1. Review and synthesize literature related to racial disparities in the enforcement of pedestrian, bicycle, and micromobility traffic-related laws, and efforts to mitigate such disparities.
2. Develop a detailed data collection and analysis plan to:
a. Assess the nature and magnitude of racial disparities in policing with respect to pedestrians, bicyclists, and micromobility users. While traffic laws are the principal focus of this project, proposers can suggest other types of enforcement actions directed at non-motorists, such as stop-and-frisk programs.
b. Identify reasons for the disparities and goals of conducting such enforcement actions.
c. Assess the impact of disparities on Black, Indigenous, and other communities of color. These disparities may include, but not be limited to: short-term and generational impacts related to legal/court/sentencing, economic outcomes, escalation to violence, individual and community trauma and psychological effects, perceptions of safety, and changes to travel behaviors.
d. Collect information on steps communities are taking, and could take, to consider and address the effects of biased enforcement of pedestrian, bicycle, and micromobility user-related traffic laws.
The plan can draw from various publicly available data such as police reports (where available), published literature, qualitative and quantitative studies, or original research.
The plan should identify jurisdictions where data will be collected and show how the selection of jurisdictions will allow the understanding of factors that may correlate with more significant disparities. The plan should show how it will address disparities by specific racial groups and intersectionality, including, for example, between race and gender identity, disability, homelessness, and other demographic factors.
The plan should also collect data from a sample of jurisdictions, such as a survey, to assess their identification of racial disparities in the enforcement of traffic-related laws; data availability; and any plans to address mobility equity. This effort aims to develop a better sense of the issue overall and nationally. For example, what share of jurisdictions collect and report data that allow for analysis of racial disparities?
3. Collect and analyze data.
4. Develop and apply a framework to evaluate the impacts and equity outcomes of steps communities are taking to consider and address the effects of biased enforcement of pedestrian, bicycle, and micromobility user-related related traffic laws.
5. Propose recommendations to state and local governments to help mitigate inequities in the enforcement of traffic-related laws with respect to pedestrians, bicyclists, and micromobility users.
6. Propose recommendations to state and local governments to improve the collection of race-related information collected by police for enforcement of pedestrian, bicycle, and micromobility user-related traffic laws, as well as outcomes.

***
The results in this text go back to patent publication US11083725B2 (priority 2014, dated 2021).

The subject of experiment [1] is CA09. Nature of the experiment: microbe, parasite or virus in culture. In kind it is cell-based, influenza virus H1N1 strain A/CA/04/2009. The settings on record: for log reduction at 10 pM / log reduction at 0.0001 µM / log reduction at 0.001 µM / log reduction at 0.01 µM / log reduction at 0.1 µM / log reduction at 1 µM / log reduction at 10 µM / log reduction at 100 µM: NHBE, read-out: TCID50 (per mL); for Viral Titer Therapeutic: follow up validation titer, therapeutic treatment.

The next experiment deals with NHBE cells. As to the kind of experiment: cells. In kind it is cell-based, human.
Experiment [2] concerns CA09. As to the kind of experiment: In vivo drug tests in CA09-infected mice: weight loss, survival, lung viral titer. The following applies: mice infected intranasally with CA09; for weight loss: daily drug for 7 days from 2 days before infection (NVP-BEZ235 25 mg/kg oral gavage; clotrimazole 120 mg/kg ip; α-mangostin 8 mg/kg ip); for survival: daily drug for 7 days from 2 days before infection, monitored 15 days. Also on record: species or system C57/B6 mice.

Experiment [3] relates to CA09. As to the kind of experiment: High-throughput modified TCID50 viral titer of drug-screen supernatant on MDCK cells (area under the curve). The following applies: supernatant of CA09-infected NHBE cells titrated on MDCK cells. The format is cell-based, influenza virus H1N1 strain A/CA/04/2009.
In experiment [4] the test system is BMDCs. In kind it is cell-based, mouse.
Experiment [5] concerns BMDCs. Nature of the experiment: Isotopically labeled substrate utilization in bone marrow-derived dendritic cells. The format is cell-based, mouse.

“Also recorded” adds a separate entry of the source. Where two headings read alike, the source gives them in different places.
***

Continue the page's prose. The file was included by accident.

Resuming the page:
The proposed work plan must be divided into two phases as determined by the proposer. Each phase must be organized by task, with each task described in detail. A kick-off teleconference of the research team and BTSCRP shall be scheduled within 1 month of the contract’s execution.
Phase I will consist of information gathering and refinement of the research plan for subsequent phases, culminating in the submission of an interim report describing the work completed in Phase I. A meeting will be held with BTSCRP to discuss the interim report and review the Phase II work plan. BTSCRP approval of the Phase I interim report is required before work can commence on subsequent phases. The project schedule shall include 1 month for BTSCRP review and approval of the interim report.
Phase II shall consist of the BTSCRP-approved Phase II work plan and the development of the final deliverables.
At a minimum, the final deliverables shall include:
- An interim report based on the literature review and synthesis.
- A self-assessment tool for jurisdictions to evaluate racial disparities in their enforcement of pedestrian, bicycle, and micromobility traffic-related laws, as well as steps they could take to mitigate inequities.
- Best practices/guidelines for reporting and collecting race-related information collected by police for enforcement of pedestrian, bicycle, and micromobility user traffic laws, as well as outcomes. Proposers are encouraged to include case studies to help jurisdictions learn from noteworthy practices.
- A final report documenting the entire project and incorporating all other specified deliverable products of the research.
- An electronic presentation (with presenter notes) summarizing key findings and recommendations that can be tailored for specific audiences.
- A technical memorandum describing the strengths and limitations of the research and recommendations for additional research.
- A stand-alone technical memorandum titled “Implementation of Research Findings and Products”.
STATUS: Research underway.